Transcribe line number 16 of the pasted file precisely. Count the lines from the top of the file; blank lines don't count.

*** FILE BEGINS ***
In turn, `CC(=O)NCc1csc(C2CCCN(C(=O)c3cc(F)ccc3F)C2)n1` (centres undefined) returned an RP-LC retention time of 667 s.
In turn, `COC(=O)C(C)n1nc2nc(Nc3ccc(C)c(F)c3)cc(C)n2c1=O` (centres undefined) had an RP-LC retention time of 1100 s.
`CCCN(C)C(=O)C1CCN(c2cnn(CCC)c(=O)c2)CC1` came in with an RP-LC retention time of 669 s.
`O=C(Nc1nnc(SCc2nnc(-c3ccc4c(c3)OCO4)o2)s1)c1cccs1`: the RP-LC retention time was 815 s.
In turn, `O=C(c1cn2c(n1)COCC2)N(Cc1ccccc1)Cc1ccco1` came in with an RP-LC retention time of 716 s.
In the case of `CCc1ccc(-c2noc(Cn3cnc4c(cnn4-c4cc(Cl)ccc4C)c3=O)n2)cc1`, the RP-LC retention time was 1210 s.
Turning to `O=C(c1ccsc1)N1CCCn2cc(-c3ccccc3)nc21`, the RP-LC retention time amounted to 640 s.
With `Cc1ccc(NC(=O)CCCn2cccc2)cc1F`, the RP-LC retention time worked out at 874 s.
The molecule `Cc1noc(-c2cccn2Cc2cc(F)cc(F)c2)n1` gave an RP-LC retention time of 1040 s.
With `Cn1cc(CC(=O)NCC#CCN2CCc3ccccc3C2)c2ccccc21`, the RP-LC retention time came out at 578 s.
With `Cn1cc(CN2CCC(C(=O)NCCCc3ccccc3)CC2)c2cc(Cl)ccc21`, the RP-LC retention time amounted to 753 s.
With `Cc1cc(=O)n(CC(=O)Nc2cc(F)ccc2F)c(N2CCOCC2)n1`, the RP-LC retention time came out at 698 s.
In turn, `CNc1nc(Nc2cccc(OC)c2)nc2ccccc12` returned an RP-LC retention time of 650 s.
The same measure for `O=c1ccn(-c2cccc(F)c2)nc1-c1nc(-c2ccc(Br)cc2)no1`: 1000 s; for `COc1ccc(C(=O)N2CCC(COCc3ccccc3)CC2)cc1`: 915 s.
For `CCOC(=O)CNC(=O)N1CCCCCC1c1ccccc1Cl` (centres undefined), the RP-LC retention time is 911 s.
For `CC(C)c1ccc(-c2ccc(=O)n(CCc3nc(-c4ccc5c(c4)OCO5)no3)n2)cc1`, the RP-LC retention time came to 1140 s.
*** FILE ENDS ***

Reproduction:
For `CC(C)c1ccc(-c2ccc(=O)n(CCc3nc(-c4ccc5c(c4)OCO5)no3)n2)cc1`, the RP-LC retention time came to 1140 s.